The Diamond-Water Paradox

Published: 01st July 2007
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Why are diamonds valued more than water? Water, not diamonds, is necessary for life. So shouldn't it be more valuable? Classical economists puzzled over this question and named it the value paradox.

Scarcity of goods is what causes humans to attribute value. If we were surrounded by an unending abundance of both water and diamonds, we probably wouldn't value either very much.

In order to qualify as an economic good a thing must meet three criteria:

1. There must be a human need or want.
2. There must be an opinion that the thing in question will satisfy that need.
3. There must be command or control over the ability to satisfy this need or want.

The final point is significant. I may like a sunshine and know that a sunny day would improve my mood. However, I have no control over the weather. Thus, weather is not classified as an economic good.

How do we value an economic good? We value an economic good if there is an insufficient quantity to satisfy all human wants for that thing. Under normal instances we do not value air for instance.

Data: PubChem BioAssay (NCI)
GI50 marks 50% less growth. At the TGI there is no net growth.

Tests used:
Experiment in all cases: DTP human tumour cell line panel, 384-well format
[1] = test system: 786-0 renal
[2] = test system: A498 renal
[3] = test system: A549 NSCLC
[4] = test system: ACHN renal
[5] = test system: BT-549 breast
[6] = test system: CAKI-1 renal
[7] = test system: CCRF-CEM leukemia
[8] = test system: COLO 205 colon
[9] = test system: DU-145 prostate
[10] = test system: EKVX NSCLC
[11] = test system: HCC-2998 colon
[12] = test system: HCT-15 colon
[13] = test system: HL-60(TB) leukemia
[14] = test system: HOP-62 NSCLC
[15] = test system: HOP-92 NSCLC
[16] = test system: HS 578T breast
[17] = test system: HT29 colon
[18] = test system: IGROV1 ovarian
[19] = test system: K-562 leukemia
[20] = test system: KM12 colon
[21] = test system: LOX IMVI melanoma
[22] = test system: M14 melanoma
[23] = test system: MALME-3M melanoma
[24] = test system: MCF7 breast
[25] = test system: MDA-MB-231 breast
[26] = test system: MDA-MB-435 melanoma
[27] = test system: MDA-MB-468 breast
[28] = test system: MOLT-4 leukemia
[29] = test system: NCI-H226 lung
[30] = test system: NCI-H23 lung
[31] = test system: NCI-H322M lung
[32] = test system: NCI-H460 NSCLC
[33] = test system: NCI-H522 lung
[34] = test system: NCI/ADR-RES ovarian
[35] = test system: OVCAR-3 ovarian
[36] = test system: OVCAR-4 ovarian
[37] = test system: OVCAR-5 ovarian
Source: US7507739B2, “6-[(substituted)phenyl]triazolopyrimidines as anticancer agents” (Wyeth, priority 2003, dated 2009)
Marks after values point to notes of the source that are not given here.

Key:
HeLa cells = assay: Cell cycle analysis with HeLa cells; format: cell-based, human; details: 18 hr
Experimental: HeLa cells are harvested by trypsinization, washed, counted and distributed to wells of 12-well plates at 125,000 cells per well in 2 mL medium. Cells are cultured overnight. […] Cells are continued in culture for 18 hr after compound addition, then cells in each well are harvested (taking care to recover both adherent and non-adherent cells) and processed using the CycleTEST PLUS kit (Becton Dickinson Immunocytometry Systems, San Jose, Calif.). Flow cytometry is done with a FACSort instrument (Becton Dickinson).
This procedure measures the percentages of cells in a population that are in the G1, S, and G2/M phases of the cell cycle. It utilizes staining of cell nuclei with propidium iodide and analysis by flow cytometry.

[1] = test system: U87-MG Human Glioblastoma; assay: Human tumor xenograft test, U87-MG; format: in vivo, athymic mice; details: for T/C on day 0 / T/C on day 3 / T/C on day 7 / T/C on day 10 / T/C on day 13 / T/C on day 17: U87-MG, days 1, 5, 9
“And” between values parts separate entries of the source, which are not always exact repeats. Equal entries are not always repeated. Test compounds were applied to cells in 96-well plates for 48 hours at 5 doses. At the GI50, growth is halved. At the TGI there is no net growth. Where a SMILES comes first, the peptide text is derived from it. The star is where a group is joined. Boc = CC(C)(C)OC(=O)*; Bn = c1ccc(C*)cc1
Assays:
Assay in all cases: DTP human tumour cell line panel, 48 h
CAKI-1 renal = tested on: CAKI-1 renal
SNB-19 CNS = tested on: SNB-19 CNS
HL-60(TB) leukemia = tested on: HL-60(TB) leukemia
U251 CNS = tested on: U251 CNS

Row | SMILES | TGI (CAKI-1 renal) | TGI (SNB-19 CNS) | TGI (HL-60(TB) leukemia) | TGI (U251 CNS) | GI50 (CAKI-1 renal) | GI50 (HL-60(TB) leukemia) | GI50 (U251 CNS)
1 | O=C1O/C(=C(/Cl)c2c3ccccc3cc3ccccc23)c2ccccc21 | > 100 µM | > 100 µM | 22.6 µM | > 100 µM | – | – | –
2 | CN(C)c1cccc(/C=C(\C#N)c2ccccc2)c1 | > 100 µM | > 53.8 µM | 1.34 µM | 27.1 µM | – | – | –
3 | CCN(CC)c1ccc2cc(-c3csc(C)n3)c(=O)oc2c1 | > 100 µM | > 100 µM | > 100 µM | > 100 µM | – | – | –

Scarcity implies that we will rank our wants and this process results in economic activity. Consumers will use whatever resources they have at their disposal to satisfy their most important wants. Our value system is determined by our ranking of wants.

Take the following example. Assume you are a farmer with three horses and two cattle. Each of the horses is interchangeable with one another, as are the two cattle. You rank the importance of the animals as follows;

1. Horse: For tilling the fields.
2. Horse: For pulling the wagon to town.
3. Cow: For milk.
4. Cow: For cheese and butter.
5. Horse: For recreational riding.

What is the more valuable animal? The answer is the cow.

This answer may come as a surprise. It is the trap that the classical economists fell into when puzzling over why diamonds are valued more than water.

The important concept is that of marginal utility. We put a value on economic goods according to their marginal utility. In the above example, the marginal utility of the cow is greater than that of the horse.

The horse is valued lower than the cow, provided that the farmer has three of them. If the farmer was to lose one horse than the horse would clearly become more valuable than the cow.

In the same way, the marginal utility of diamonds is greater than that of water.

Published on Dollardaze.org - May 21, 2006.


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